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April 26, 2009

Seven churches, one solemn night Catholic’s accompany Jesus on traditional Holy Thursday pilgrimage

By Michelle Martin


The group on the small white bus laughed and chatted, talking about the Holy Thursday Mass of the Lord’s Supper they had just attended and speculating about where they would go next.

With people in each of the 30 seats – and even a couple of children on laps – the mostly female crowd took the opportunity to enjoy themselves as they prepared for Easter.

But when they would enter a new church and locate the altar of repose, all of them would kneel quietly and pray aloud psalms of penance, led by their pastor, Father Charles Fanelli.

St. Thomas More Parish, 81st Street and California Avenue, has hosted a bus pilgrimage to seven churches on the evening of Holy Thursday every year since before Fanelli became pastor five years ago.

For Fanelli’s part, he has been leading such pilgrimages since he was pastor at Northlake’s St. John Vianney Parish.

Such pilgrimages allow worshippers to figuratively walk with Jesus on his path toward his crucifixion, death and resurrection, Fanelli said, and to step into the role of the apostles who went with Jesus when he prayed in the Garden of Gethsemane.

The centuries-old tradition is modeled after a traditional seven-church visitation that pilgrims take in Rome, visiting seven major Catholic churches. Traditionally, they are St. John Lateran, St. Peter’s Basilica, St. Mary Major, St. Paul Outside-the-Walls, St. Lawrence Outside-the-Walls, Holy Cross in Jerusalem and St. Sebastian Outside-the- Walls.

After the Mass of the Lord’s Supper, many churches remain open for exposition of the Blessed Sacrament so that worshippers can pray until midnight, reenacting the actions of the apostles in the Garden of Gethsemane, whom Jesus told, “Remain here and keep watch with me” (Mt 26:38).

St. Thomas More parishioner Luann Bloom said she has been visiting churches on Holy Thursday night “on and off, my whole life.

“I remember when my parents used to walk to seven churches,” she said. “It’s just going to see Jesus.”

She likes the pilgrimage organized by St. Thomas More, she said, because it goes to a different area each year. One year, it was Bridgeport, another year, Lemont. This year, it is fairly close to home, covering an area only a few miles north of St. Thomas More, with parishes mostly in the Marquette Park and Chicago Lawn neighborhoods.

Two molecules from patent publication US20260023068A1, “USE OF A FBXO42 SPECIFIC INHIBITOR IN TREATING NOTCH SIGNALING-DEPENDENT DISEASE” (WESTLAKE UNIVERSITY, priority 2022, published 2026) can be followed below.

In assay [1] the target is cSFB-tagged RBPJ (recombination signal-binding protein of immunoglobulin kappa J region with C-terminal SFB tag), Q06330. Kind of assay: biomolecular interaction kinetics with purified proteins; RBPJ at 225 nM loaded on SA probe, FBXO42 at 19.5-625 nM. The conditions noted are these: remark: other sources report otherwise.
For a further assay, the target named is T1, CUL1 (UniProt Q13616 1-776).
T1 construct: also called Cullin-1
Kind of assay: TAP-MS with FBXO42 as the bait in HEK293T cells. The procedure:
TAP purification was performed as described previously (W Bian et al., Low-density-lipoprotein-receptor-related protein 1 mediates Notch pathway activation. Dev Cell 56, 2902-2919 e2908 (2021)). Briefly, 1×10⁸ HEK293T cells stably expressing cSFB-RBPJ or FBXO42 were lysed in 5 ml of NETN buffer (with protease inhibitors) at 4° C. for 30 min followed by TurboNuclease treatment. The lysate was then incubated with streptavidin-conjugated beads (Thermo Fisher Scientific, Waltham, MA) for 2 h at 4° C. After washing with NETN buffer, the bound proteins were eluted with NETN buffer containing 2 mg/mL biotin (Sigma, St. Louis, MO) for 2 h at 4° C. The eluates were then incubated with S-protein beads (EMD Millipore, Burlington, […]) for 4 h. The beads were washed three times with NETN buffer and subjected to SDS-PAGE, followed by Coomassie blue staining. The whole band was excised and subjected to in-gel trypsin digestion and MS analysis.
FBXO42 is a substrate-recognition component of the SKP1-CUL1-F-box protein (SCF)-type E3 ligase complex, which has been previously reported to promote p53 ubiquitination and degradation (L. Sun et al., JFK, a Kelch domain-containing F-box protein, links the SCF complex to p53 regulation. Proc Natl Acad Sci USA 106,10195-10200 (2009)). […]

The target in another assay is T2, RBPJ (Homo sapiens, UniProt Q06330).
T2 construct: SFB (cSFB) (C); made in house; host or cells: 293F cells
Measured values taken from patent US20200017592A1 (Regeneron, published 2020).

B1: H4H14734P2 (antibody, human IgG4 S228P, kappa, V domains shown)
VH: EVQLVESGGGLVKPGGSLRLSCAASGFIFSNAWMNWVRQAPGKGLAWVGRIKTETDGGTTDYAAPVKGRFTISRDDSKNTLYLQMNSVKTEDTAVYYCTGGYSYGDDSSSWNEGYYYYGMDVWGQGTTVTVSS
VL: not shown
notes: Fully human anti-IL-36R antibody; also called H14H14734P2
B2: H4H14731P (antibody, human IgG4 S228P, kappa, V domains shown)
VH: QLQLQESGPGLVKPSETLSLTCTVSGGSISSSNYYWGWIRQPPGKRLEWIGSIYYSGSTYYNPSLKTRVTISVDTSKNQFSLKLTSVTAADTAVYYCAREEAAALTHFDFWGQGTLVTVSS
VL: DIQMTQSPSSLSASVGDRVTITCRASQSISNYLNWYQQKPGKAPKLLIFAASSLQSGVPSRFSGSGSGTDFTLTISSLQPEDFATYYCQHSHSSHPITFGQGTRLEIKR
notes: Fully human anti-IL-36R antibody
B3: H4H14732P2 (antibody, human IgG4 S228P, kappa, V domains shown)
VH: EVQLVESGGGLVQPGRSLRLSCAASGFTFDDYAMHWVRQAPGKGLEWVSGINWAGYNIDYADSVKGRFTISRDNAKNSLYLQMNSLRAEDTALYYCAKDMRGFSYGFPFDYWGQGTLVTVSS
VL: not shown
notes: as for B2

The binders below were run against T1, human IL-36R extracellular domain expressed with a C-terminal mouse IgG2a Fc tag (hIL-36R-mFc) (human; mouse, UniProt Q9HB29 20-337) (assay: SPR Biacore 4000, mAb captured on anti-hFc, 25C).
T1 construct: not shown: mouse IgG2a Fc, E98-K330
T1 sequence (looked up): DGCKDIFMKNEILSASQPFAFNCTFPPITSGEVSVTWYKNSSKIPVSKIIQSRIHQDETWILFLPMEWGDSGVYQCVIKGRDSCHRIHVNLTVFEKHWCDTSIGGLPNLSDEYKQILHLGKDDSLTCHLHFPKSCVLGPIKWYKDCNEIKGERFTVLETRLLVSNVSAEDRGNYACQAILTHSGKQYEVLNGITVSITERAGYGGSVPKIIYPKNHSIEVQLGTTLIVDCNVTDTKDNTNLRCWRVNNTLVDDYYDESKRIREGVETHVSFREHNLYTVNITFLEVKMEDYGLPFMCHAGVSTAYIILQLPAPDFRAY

The third church on the list is St. Rita of Cascia, at 63rd Street and Fairfield Avenue. It also happens to be Fanelli’s home parish.

When he enters, he points out some of the new things in the church – such as the immersion baptismal font in the center of the nave – and tells the pilgrims about what the church used to be like. It’s one of the largest churches they will visit, and signs point the way to the altar of repose in a side chapel.

Before going in to pray, the pilgrims pause to look at the church, noting details like the stalks of grain carved into the capitals of the pillars that surround the sanctuary.

Their voices echo in the bare space.

“It’s very stark when they take the altar cloth off the altar and the Eucharist is taken away,” Beth Roland said. “But that’s what this night is about. Jesus was taken away.”

Roland, who accompanied Bloom on the pilgrimage, is a parishioner at St. Walter Parish.

Later, on the bus, Bloom reflects on why she takes time to perform the devotion, which is purely personal and not required.

First, she laughed and said that an Irish belief held that God would grant three requests made when you enter a new church, and the pilgrimage provides plenty of opportunities.

But then, more seriously, she said that she feels there would be something not quite right about celebrating the Easter feast without making the effort to accompany Jesus on his journey.

“It’s like when you go to the wedding reception and skip the ceremony,” she said. “You always feel a little guilty.”